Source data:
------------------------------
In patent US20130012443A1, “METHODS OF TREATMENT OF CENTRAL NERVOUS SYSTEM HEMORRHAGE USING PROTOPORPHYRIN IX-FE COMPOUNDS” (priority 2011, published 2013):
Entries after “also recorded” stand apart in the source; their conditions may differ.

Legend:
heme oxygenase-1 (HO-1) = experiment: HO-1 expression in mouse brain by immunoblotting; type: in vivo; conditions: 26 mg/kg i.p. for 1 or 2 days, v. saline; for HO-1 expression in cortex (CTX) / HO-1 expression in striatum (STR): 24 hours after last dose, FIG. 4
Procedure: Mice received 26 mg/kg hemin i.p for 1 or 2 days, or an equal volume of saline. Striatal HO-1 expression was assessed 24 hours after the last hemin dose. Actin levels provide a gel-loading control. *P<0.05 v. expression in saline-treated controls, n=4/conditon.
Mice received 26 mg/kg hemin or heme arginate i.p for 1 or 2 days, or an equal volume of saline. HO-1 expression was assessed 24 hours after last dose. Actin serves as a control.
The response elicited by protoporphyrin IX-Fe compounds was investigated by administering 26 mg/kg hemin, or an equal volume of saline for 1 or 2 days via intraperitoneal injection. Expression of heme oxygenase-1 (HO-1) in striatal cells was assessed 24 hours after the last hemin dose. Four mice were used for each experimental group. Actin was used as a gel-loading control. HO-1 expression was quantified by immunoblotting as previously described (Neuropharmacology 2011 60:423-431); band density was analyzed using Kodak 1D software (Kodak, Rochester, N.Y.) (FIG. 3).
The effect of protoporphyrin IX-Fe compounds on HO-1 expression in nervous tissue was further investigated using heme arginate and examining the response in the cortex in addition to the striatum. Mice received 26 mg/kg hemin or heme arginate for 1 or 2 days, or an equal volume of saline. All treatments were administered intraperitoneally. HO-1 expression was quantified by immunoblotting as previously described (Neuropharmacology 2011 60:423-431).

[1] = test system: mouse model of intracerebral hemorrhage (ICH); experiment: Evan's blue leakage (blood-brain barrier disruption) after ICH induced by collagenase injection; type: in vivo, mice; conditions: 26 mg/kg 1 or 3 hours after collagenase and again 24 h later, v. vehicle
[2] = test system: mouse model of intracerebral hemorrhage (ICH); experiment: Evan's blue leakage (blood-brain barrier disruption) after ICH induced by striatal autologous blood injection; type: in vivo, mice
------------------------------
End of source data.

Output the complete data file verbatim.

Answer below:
In patent US20130012443A1, “METHODS OF TREATMENT OF CENTRAL NERVOUS SYSTEM HEMORRHAGE USING PROTOPORPHYRIN IX-FE COMPOUNDS” (priority 2011, published 2013):
Entries after “also recorded” stand apart in the source; their conditions may differ.

Legend:
heme oxygenase-1 (HO-1) = experiment: HO-1 expression in mouse brain by immunoblotting; type: in vivo; conditions: 26 mg/kg i.p. for 1 or 2 days, v. saline; for HO-1 expression in cortex (CTX) / HO-1 expression in striatum (STR): 24 hours after last dose, FIG. 4
Procedure: Mice received 26 mg/kg hemin i.p for 1 or 2 days, or an equal volume of saline. Striatal HO-1 expression was assessed 24 hours after the last hemin dose. Actin levels provide a gel-loading control. *P<0.05 v. expression in saline-treated controls, n=4/conditon.
Mice received 26 mg/kg hemin or heme arginate i.p for 1 or 2 days, or an equal volume of saline. HO-1 expression was assessed 24 hours after last dose. Actin serves as a control.
The response elicited by protoporphyrin IX-Fe compounds was investigated by administering 26 mg/kg hemin, or an equal volume of saline for 1 or 2 days via intraperitoneal injection. Expression of heme oxygenase-1 (HO-1) in striatal cells was assessed 24 hours after the last hemin dose. Four mice were used for each experimental group. Actin was used as a gel-loading control. HO-1 expression was quantified by immunoblotting as previously described (Neuropharmacology 2011 60:423-431); band density was analyzed using Kodak 1D software (Kodak, Rochester, N.Y.) (FIG. 3).
The effect of protoporphyrin IX-Fe compounds on HO-1 expression in nervous tissue was further investigated using heme arginate and examining the response in the cortex in addition to the striatum. Mice received 26 mg/kg hemin or heme arginate for 1 or 2 days, or an equal volume of saline. All treatments were administered intraperitoneally. HO-1 expression was quantified by immunoblotting as previously described (Neuropharmacology 2011 60:423-431).

[1] = test system: mouse model of intracerebral hemorrhage (ICH); experiment: Evan's blue leakage (blood-brain barrier disruption) after ICH induced by collagenase injection; type: in vivo, mice; conditions: 26 mg/kg 1 or 3 hours after collagenase and again 24 h later, v. vehicle
[2] = test system: mouse model of intracerebral hemorrhage (ICH); experiment: Evan's blue leakage (blood-brain barrier disruption) after ICH induced by striatal autologous blood injection; type: in vivo, mice